Tuesday, May 23, 2017

Marathoning is Hard

I'm a Coach. I coach people through whatever goals they're looking to reach. I know how to develop a plan and how to execute tactics on race day. I know about fueling and pacing and mental toughness. I can advise you on how to run your race and, as long as you have the proper training and psychological tools to execute, you will do it. But me? I missed the mark this past weekend.
Sunday marked my 4th attempt in 3 years at a 2:30 marathon. People say "That's fast!" but in the world of competitive marathoning, it isn't fast. People say "You should be able to run that no problem, you run 50 milers right?" Not right. They're different disciplines.
If I'm being honest, I had a feeling in the back of my mind that I wasn't ready, but I kept that down and chalked it up to self doubt. Turns out it was legitimate, whether I created it or not. You see, I had a particularly rough start to the year with back to back viral infections during and following my 50 Mile run for a friend. After that I hired a coach. Then I switched coaches in the middle of my training and my new coach and I had a miscommunication. I didn't get the volume or Marathon Pace work required to pull off a 2:30. I thought something was amiss for about 6 weeks, but I kept telling myself "Just trust your coach. That's what you pay him for. He probably has a plan." Turns out he thought my marathon was 3 months later than it really was. We tried to make up for lost time, but there's not much you can do at that point. I didn't spend near enough time at Marathon Pace, never incorporated any hill work, and again, started questioning whether or not I could maintain 5:42 pace for 26.2 miles.

Let's take a look at my training leading up to Cap City:

02/19 - 50 miles around the track followed by lingering sickness and 2 weeks of inconsistency.

Month     Mileage    Key Workouts

March     42 miles - 19 long
               74 miles - threshold @ 5:35 - Long with 14 @ 6:30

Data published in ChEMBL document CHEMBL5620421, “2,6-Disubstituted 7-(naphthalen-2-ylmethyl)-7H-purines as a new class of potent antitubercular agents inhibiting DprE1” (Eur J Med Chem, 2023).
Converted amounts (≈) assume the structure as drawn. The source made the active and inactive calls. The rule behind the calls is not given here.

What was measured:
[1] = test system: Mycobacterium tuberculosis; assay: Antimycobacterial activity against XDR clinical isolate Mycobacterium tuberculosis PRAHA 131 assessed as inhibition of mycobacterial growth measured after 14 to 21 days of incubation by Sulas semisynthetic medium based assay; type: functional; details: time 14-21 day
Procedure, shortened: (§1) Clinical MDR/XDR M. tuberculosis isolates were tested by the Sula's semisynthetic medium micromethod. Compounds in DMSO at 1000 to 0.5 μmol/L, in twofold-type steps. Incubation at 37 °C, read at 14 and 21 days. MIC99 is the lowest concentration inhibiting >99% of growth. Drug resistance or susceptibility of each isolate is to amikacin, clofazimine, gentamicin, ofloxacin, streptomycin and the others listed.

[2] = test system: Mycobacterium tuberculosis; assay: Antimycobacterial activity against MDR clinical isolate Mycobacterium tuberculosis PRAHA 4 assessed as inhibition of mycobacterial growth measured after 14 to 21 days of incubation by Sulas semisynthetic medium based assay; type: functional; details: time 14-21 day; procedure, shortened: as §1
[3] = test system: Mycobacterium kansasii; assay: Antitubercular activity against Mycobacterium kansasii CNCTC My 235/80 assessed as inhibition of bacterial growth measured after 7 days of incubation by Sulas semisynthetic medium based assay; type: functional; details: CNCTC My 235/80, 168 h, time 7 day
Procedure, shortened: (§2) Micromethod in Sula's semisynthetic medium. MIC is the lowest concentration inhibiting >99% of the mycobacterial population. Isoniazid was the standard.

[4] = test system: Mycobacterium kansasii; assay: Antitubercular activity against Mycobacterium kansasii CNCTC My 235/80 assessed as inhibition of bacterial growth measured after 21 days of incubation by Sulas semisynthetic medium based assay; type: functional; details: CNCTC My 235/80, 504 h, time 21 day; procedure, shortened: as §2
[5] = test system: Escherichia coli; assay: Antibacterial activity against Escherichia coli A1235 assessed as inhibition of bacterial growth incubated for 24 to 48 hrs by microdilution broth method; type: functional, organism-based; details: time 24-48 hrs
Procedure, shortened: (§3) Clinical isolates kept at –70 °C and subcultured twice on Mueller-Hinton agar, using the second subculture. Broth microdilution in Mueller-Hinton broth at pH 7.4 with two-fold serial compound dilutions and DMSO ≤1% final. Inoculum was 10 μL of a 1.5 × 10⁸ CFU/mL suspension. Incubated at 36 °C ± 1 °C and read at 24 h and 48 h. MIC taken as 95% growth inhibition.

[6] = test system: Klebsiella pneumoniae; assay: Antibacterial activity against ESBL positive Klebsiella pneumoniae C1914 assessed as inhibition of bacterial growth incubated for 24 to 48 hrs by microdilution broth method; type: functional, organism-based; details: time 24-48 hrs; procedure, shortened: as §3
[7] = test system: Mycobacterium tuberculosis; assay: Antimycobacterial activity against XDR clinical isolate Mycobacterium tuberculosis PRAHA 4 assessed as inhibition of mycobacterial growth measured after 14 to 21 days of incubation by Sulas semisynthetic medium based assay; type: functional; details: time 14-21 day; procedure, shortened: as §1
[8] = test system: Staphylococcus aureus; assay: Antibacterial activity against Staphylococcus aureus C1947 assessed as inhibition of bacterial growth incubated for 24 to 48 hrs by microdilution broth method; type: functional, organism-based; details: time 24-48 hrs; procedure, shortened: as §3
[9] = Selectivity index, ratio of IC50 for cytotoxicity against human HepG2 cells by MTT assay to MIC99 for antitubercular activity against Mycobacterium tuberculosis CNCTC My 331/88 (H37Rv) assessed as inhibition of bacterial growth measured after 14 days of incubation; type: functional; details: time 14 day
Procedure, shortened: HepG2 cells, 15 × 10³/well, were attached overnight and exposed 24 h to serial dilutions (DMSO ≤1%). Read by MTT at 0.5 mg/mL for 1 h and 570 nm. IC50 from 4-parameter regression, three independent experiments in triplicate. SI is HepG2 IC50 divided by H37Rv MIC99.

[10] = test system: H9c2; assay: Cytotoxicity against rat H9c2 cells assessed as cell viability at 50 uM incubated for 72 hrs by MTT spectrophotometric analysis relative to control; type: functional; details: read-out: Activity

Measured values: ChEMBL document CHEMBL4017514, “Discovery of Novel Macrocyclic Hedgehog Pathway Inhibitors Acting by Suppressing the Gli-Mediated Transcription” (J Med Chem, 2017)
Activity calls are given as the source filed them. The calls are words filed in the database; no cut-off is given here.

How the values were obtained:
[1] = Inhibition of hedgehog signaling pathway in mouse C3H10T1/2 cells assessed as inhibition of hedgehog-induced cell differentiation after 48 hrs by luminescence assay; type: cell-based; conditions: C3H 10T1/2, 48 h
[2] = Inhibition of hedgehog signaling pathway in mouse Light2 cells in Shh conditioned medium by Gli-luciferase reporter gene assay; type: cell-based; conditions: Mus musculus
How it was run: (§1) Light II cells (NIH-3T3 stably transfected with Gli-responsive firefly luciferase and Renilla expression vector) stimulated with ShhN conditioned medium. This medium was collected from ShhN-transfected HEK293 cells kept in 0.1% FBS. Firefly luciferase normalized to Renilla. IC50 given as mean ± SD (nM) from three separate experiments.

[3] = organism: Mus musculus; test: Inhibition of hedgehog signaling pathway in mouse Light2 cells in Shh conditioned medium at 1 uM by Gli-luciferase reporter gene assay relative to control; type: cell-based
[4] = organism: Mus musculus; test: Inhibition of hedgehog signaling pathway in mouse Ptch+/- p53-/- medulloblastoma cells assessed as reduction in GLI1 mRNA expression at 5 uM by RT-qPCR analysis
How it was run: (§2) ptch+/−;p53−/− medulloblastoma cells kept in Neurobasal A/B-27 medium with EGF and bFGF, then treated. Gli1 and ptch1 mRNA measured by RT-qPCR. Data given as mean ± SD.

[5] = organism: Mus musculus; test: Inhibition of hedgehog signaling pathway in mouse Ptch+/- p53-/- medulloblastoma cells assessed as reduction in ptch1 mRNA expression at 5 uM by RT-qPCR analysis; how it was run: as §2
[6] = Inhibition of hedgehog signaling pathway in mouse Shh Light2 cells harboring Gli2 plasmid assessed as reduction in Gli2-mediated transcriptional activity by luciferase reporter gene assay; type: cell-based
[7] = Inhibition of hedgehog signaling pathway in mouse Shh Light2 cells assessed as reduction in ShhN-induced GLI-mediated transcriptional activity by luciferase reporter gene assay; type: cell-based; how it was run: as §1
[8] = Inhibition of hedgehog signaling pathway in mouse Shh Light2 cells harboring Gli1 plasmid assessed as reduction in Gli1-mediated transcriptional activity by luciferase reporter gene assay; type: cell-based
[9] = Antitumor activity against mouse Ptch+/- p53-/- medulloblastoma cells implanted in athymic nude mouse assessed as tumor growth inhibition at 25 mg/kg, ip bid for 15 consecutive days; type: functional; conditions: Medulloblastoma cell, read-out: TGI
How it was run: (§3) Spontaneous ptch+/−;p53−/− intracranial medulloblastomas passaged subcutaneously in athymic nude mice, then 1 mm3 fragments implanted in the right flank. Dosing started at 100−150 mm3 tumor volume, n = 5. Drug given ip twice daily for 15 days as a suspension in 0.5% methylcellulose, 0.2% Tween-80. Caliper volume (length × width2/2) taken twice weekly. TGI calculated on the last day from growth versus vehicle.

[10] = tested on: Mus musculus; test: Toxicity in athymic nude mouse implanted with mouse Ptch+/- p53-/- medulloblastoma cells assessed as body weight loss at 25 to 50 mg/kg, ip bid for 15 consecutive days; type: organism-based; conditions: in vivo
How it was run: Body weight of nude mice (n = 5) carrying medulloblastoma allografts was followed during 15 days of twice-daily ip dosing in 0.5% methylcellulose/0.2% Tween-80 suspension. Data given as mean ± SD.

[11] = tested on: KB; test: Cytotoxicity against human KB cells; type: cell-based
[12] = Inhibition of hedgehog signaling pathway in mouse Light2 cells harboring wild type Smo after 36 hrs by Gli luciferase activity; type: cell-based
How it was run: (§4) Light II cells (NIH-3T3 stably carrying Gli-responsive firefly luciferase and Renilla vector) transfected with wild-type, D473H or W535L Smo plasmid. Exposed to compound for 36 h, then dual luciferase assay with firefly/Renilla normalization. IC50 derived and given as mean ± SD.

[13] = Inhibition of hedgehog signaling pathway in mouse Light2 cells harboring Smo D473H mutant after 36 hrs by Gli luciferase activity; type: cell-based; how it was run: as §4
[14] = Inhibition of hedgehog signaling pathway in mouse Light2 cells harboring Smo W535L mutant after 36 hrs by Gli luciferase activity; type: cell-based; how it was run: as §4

76 miles -14 mile Progression from easy to 5:30 - 24 long with alternating 5:40/easy
               47 miles - "down week"

April -     80 miles - 14 mile progression to 5:30 - 18 long with 6 @ 5:33 / 4 @ 5:45
               80 miles - 6 x1 mile @ 5:15 - 20 long and easy
               46 miles - 1:15 @ whidbey island 1/2
               93 miles - 13 = 5@ 5:30 rest 2 @5:30 - 24 long 3 sets 1x3 miles @ 5:45

May -      102 miles - 14 = 8 x.5 @ 5:00 pace rest 1x2 miles @ 5:30 pace rest 10 x hill sprint. - 20 long,                                       last 5 @ 5:45
                50 miles - 11 = 3 @ 5:30 rest 3 @ 5:45 - taper
                60 miles - 05/22 - Capital City Marathon in 2:46

Anyone who's trained for and raced a marathon or who's even read a damn book about it can see what went wrong. Yes, the workouts were stout, but the volume wasn't there, there were no hills and the peak was too late. I also NEVER did my strides, which was pretty dumb, considering I know better!

I still believed I could do it.

I executed my strategy perfectly on race day. I started right on pace. I drank at every water station. I consumed as many calories as my stomach could handle (God bless my wife and daughter for rushing around to meet me - I love you, girls) but no matter how perfect your execution is, you will be incapable of maintaining the pace if you didn't practice it and you won't have the aerobic capacity if you didn't put in the work in.

Admittedly, I haven't always been the strongest competitor. Some days I'm tougher than others, but developing my "competitor self" has been huge challenge for me. In the past, when things would get too hard, I would often give up; the very thing I would tell my athletes not to do. Some of the fundamental principles I work to develop in my clients, I seem to lack at times. This doesn't make me less of a coach, it just makes me a person, like everyone else.
When I met my wife I made a resolution to never give up, because I don't want giving up to carry over into the rest of my life. So, I NEVER give up, but sometimes I slow down and sometimes I say "This isn't my day."

I guess the difference is that now I'm ok with the disappointment. It's sometimes part of the process and it doesn't feel quite as crushing as it once did. I know that it will pass and I know I will grow from it. And if I'm lucky, no matter how fast I get, I'll never quite reach my potential, which means I'll never have a reason to stop trying.






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